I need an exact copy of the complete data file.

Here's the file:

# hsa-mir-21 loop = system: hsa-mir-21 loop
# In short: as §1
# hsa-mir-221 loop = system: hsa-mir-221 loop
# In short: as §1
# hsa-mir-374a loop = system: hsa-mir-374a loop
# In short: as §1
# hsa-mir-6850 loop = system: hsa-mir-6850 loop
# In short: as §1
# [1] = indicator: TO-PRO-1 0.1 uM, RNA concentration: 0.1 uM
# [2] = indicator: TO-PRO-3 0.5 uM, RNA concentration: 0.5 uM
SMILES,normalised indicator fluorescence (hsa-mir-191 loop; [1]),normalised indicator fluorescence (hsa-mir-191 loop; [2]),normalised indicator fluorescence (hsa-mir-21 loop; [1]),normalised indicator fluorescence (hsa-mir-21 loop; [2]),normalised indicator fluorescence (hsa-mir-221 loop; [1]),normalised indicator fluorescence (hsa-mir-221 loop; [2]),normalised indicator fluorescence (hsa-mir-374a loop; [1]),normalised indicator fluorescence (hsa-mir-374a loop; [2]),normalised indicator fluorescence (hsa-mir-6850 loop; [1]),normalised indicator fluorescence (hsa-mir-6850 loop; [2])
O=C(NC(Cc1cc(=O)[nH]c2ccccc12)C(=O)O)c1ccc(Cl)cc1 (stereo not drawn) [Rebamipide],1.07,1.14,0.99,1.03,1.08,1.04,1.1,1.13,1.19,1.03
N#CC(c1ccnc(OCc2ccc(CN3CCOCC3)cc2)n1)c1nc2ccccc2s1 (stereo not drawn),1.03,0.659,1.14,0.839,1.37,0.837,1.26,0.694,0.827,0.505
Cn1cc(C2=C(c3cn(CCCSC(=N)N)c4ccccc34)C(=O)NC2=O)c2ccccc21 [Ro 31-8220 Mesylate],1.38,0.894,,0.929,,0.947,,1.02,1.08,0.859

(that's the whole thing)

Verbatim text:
# hsa-mir-21 loop = system: hsa-mir-21 loop
# In short: as §1
# hsa-mir-221 loop = system: hsa-mir-221 loop
# In short: as §1
# hsa-mir-374a loop = system: hsa-mir-374a loop
# In short: as §1
# hsa-mir-6850 loop = system: hsa-mir-6850 loop
# In short: as §1
# [1] = indicator: TO-PRO-1 0.1 uM, RNA concentration: 0.1 uM
# [2] = indicator: TO-PRO-3 0.5 uM, RNA concentration: 0.5 uM
SMILES,normalised indicator fluorescence (hsa-mir-191 loop; [1]),normalised indicator fluorescence (hsa-mir-191 loop; [2]),normalised indicator fluorescence (hsa-mir-21 loop; [1]),normalised indicator fluorescence (hsa-mir-21 loop; [2]),normalised indicator fluorescence (hsa-mir-221 loop; [1]),normalised indicator fluorescence (hsa-mir-221 loop; [2]),normalised indicator fluorescence (hsa-mir-374a loop; [1]),normalised indicator fluorescence (hsa-mir-374a loop; [2]),normalised indicator fluorescence (hsa-mir-6850 loop; [1]),normalised indicator fluorescence (hsa-mir-6850 loop; [2])
O=C(NC(Cc1cc(=O)[nH]c2ccccc12)C(=O)O)c1ccc(Cl)cc1 (stereo not drawn) [Rebamipide],1.07,1.14,0.99,1.03,1.08,1.04,1.1,1.13,1.19,1.03
N#CC(c1ccnc(OCc2ccc(CN3CCOCC3)cc2)n1)c1nc2ccccc2s1 (stereo not drawn),1.03,0.659,1.14,0.839,1.37,0.837,1.26,0.694,0.827,0.505
Cn1cc(C2=C(c3cn(CCCSC(=N)N)c4ccccc34)C(=O)NC2=O)c2ccccc21 [Ro 31-8220 Mesylate],1.38,0.894,,0.929,,0.947,,1.02,1.08,0.859